Gift of money from US

Query: I was gifted $10,000, which is held in an account in the United States. The account is not earning any interest. Due to poor exchange rates over the last few years, I haven't yet transferred this to my Irish account (I am resident in Ireland). Should I wait until the currency exchange improves in my favour or should I transfer the money now to Ireland and put it into an savings account that earns interest? I am thinking about the State Savings' 10-year National Solidarity Bond as I want to use the money for my child's college in 10 years' time. Or is there a better savings alternative for a lump sum? Elizabeth, Salthill, Co Galway

It would be wrong to state that the exchange rate has been poor as it has steadily increased from 10 years ago and this shouldn't be a reason for you not to convert your gift to euro. The exchange rate for one US dollar against the euro 10 years ago was €0.64; five years ago, it was €0.75; and in early July 2018, it was about €0.85.

Many commentators believed the two currencies would reach parity in time - the current sentiment is towards a stronger euro though.

The investment goal for this money is for your child's college costs in 10 years, and you have identified the 10-year State Savings bond as a suitable vehicle. The advantages of this investment are that it is 100pc protected by the State, there is tax-free growth and there is a total return of 16pc guaranteed - or the equivalent of 1.5pc Annual Equivalent Rate (AER).

This investment should tick many boxes for you around security and allow you to plan with a future figure in mind. On a negative note, historical average inflation rates in Ireland are 1.6pc, and as the investment is guaranteed to return 1.5pc AER, this return would be undercutting the historical average annual inflation rate.

Before answering if there is an alternative investment option for you, it is essential to factor in your past investment experience and how comfortable you would be with volatility.

By far the biggest mistake we as financial planners see people making is using short-term investment vehicles such as bank accounts, deposit products or Government bonds to save for long-term goals.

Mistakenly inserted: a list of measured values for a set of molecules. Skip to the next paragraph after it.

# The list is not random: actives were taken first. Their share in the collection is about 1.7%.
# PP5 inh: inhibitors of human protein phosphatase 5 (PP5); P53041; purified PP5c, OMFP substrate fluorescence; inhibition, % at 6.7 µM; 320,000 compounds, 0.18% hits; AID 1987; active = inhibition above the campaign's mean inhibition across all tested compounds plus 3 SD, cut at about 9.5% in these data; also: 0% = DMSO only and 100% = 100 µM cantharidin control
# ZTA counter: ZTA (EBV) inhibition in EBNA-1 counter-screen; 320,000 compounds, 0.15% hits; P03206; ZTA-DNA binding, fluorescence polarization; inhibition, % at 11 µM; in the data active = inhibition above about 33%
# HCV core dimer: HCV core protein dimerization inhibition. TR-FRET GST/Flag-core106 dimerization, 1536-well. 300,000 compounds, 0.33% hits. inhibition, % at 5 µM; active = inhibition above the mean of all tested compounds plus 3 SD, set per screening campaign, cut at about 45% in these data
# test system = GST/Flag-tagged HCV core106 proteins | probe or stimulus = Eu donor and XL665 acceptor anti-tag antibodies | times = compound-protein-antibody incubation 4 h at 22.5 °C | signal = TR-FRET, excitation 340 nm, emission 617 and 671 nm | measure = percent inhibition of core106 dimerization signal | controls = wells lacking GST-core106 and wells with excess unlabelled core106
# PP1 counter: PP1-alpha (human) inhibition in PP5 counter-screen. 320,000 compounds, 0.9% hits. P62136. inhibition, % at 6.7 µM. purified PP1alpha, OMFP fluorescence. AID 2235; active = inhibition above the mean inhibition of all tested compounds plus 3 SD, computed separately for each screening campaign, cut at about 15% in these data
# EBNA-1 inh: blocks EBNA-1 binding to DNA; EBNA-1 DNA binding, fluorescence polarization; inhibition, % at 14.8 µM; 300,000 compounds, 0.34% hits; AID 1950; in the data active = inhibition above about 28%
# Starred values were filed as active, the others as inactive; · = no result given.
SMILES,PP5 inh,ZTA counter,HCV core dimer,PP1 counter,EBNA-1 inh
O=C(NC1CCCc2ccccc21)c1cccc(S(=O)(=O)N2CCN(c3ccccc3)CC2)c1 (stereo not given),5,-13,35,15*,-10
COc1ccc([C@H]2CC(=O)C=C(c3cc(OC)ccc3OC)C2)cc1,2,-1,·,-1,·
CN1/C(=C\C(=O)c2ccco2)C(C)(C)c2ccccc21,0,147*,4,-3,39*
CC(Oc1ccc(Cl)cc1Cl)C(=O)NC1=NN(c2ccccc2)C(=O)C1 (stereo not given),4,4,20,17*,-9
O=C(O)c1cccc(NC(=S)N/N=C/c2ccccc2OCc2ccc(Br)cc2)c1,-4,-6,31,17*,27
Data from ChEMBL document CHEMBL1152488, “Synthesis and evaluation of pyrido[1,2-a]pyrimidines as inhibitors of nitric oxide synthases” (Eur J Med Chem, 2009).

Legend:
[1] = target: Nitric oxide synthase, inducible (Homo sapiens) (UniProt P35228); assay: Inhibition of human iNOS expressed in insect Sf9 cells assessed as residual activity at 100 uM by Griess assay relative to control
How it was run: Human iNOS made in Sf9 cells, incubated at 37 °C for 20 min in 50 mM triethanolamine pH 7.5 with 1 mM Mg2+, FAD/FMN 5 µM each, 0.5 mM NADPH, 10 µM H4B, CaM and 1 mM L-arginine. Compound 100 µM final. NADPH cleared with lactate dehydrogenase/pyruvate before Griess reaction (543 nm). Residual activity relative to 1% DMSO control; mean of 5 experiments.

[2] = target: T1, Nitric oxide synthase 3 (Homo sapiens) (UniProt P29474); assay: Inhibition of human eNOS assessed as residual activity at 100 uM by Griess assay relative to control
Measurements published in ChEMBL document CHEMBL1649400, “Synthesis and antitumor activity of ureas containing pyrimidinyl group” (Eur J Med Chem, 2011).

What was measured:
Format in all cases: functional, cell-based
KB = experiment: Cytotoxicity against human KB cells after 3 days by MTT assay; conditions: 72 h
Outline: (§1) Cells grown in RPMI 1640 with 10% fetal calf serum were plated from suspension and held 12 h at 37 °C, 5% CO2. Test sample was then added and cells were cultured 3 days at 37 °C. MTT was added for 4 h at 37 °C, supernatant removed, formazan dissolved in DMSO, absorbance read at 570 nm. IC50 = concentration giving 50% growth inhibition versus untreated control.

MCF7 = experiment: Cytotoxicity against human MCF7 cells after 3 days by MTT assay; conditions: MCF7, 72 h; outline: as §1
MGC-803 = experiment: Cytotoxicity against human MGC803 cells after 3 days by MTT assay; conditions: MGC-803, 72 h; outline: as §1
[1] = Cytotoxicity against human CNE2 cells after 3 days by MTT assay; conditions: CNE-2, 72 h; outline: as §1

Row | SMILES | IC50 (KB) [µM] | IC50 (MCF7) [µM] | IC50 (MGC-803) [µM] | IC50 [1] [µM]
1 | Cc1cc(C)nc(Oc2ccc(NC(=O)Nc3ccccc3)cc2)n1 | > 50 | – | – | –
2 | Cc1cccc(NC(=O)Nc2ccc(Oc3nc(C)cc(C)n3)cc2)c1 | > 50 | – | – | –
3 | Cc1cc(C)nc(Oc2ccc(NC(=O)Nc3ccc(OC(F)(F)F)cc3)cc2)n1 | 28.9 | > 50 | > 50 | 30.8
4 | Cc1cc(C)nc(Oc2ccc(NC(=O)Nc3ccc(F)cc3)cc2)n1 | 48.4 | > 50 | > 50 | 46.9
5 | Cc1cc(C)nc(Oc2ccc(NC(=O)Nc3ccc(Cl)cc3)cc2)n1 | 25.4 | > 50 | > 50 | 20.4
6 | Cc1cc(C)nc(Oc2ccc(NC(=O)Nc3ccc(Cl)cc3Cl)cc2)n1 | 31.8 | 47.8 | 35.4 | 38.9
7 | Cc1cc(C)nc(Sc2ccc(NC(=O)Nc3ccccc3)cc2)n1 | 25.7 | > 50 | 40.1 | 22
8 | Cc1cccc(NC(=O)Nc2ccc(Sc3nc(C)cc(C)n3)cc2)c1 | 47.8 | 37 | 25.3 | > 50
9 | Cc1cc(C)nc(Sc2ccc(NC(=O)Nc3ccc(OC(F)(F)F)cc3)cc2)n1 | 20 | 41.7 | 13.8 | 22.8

It was understandable after the global financial crisis for people to seek safer investment vehicles. However, historical annual returns on equity markets are 7pc. An investment vehicle tracking an equity index for 10 years or a well-diversified well-constructed portfolio could be an alternative option for you if you are comfortable with the different risk levels involved.

Getting by in retirement

Query: I retired a couple of years ago on a pretty abysmal private pension. I qualify for the full State pension though. I also have about €10,000 in savings but, since I gave up work, I keep dipping into those savings as I find I don't have enough between my State pension and my tiny private pension to get by on every week. I also have plenty of young grandchildren and can't help buying them presents and clothes. How can I get by better financially each week - without dipping into my savings? Jo, Baldoyle, Dublin 13

Qualifying for the full State pension pays you €243.30 per week or €12,695 per annum. As the State pension normally equates to around 34pc of the average industrial wage, relying on this to fund your retirement isn't practical, hence the need for people to plan a proper private pension.

You ask for advice on how you can get by financially each week and I would encourage you to keep to basics. Do a simple budget on where your money is going on a week-to-week basis. There are many tools online that you could use for this such as the MABS budgeting tool (www.mabs.ie) After this, examine all your utility bills to ensure you are availing of the most efficient price plans. Finally try to have the discipline to stick to this budget when you have it in place, while still making room to treat the grandchildren.

  • Patrick McGettigan is principal at McGettigan Financial Planning